Book Name: Karmic Chanting
Poet: Sonnet Mondal
Publisher: Copper Coin (2018)
Book Review by Deeksha Srivastava
Sonnet Mondal’s sixth book ‘Karmic Chanting’ is a sprig of 87 rare verselet.It is a contemporary call for universe in its microscopic and macroscopic form.The bard takes you on an expedition to this surreal world through poems. The Verses of Mondal sooner or later will become a subliminal stimuli to your literary taste buds.A sense of congenial isolation floats in his book.In this bouquet of poems philosophy, literature, art, history, and personal experiences are all ace players, offering both subject matters and shifting paradigms for poetic interrogation.
Whether he’s talking of plastic flowers in his bedroom or ducks dipping their heads in water juxtaposing life with their ephemeral existence on this age old earth, his poetry is a reminiscent of his take on mysticism. Further the title of the book sets the theme.He does not stay in a quandary while speaking of mystical philosophies.He has kept the language lucid and the charm of simplicity works wonder and they assert themselves subtly without knowing.
The first poem gives us a glimpse of tranquil,unruffled Sea.Nature being an absolute seductress leaves him in skepticism as he says‘Dear Nature,I wonder if I should marry you or keep you as an Escort’ in the poem ‘From Tushar’s Apartment’.
But there is no fixed pattern for what comes next.His Poems for example ‘Dadaji’, ‘Grandma’ and ‘Answer Me,Ma’ speak of his eternal and relentless love for his grandparents and Divine.Soon after his imagination rotates anticlockwise and he start to explore outlandish and occult horizons.
Sonnet’s verses are free from geographical disabilities. Strophe to strophe, each poem of the book shifts modes and perspectives to illuminate underlying connections and concerns of malice in the society.
‘Somewhere in your ruins
Hope peeps like a thief
Through the broken tooth
Of a child smiling at a broken tank
You look so lean,Syria
But your history is getting fat.’
Once done with the febrile society he addressed stagnation and disbelief in poems like ‘Haze and High’, ‘Stories Told By Dimness’, ‘The Homeless’, ‘Liberty of Half -Dead Creations’, ‘Teach Me’ and ‘Afloat in Darkness’ are retreat on isolation or meditations.For Example-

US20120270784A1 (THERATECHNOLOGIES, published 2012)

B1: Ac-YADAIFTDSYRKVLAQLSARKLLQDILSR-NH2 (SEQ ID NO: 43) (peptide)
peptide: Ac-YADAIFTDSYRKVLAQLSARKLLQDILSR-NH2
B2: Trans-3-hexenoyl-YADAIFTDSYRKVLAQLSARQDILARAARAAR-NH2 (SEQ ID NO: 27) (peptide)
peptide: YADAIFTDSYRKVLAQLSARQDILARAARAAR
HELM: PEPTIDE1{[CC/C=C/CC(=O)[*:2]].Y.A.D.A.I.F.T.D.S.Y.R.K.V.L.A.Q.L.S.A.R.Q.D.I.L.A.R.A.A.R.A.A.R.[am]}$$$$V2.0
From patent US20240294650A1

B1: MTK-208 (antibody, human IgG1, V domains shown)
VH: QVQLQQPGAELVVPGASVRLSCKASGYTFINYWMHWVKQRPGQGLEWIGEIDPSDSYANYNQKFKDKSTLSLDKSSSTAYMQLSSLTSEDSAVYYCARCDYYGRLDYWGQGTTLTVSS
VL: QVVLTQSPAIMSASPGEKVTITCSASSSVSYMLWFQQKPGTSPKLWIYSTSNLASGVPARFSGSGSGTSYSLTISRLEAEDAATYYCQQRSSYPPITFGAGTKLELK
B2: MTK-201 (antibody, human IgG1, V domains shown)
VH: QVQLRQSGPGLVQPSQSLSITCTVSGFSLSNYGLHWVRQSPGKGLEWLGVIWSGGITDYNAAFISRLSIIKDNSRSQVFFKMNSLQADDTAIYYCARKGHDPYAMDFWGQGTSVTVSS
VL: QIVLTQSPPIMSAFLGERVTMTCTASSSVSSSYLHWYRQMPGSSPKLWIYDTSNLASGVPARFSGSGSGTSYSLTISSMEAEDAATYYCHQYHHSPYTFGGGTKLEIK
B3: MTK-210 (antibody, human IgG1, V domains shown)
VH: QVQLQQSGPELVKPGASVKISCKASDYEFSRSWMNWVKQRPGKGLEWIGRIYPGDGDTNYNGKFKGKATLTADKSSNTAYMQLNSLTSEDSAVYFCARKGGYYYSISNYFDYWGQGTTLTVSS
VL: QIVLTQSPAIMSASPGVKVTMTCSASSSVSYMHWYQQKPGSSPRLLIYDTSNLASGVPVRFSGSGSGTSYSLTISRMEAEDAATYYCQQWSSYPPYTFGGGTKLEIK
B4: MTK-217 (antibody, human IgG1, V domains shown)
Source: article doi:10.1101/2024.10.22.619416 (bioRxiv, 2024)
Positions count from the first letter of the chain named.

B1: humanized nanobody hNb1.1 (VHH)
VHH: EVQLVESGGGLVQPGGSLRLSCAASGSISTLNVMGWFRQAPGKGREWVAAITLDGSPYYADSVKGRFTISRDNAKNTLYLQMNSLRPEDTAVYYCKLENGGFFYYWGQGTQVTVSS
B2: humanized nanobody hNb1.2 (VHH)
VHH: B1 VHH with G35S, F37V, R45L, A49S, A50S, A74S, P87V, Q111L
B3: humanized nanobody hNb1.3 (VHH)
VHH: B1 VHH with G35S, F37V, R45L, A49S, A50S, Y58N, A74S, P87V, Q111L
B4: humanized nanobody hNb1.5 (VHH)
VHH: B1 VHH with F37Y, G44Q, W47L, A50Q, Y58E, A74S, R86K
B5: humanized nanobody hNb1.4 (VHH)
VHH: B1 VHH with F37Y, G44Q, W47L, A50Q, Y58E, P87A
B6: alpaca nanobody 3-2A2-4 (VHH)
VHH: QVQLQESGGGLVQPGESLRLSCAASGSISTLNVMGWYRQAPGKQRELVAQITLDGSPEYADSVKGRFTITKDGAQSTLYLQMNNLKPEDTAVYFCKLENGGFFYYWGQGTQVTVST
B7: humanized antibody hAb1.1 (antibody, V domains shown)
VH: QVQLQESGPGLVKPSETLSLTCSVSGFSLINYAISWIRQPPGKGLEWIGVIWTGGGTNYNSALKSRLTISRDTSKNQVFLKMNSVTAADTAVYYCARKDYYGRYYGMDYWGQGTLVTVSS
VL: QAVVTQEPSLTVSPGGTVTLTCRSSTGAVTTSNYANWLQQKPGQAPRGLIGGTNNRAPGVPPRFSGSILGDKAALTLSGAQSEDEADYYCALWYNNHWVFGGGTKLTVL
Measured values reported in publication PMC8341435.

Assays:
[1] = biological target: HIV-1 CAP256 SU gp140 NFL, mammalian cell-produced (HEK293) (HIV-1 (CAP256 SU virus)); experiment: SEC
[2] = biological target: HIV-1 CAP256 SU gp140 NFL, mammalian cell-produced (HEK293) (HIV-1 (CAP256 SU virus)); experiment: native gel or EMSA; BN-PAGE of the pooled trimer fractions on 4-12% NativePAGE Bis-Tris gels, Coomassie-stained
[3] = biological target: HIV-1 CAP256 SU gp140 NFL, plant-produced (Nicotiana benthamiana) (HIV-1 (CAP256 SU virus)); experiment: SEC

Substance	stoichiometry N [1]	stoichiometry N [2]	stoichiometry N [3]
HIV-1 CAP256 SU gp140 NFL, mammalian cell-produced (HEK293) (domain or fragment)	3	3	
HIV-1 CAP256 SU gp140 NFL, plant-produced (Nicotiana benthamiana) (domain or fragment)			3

‘When I am here
There is a world locked inside me.
And when I am gone
My world would roam the earth’
He catechized life in many instances like in one his poem ‘Who Am I’ he writes ‘My Obsession to know who am I lingers like the Sun setting beneath the wings of vagrant birds emerging from nowhere vanishing into Nowhere’.He has an acumen for turning prosaic day to day happenings to work of genius mysticism.
‘My sorrow looked above towards the skeleton of a dead tree brought to life by fireflies-playing and preying around it’.
Even the collection’s shorter poems are powerful, getting their meanings across in compressed spaces,
‘We were born Artless,but we mastered the art of hating when we felt the need to
Classify tears’ ,the poems’ brevity allows for different interpretations, with lines that are not restricted to single explanations.
‘Earlier ragpickers were reticent or perhaps I am dustbin of riches now.’
These conclusions are thought-provoking. They give a window of opportunity to readers to play with meanings that simultaneously emphasize the collection’s theme.
Striking language choices command attention, arousing intense emotions that accentuate poems, making them impactful and powerful. His lines and his use of white spaces appeal to multiple senses with their powerful imagery.Further as the book progresses lambent rage about life and nostalgia lingers.
‘The urge to live peeping through the edges of emotion flies like an ambitious eagle.’
Such use of metaphors and personification of nature are hard hitters.Boundlessly curious, no subject is off limits for bards like Sonnet to tread.
A wistful mourning for indelible nostalgia connects his readers to their roots.He offers solace through meditative lyric movements.
‘Why does life seem / Like the skyline impression of an aircraft’ –with lines like this this book offers both a verbal universe and a blank canvas to shelf your desire one after another.Once you are done with the arrangements you will end up having a holistic view of life like he said ‘We leap like limping grasshoppers to cross the wall of illusion’.
About the reviewer: Deeksha Srivastava freelances from Allahabad. Her passion includes writing, travelling, and working as a philanthropist for social causes.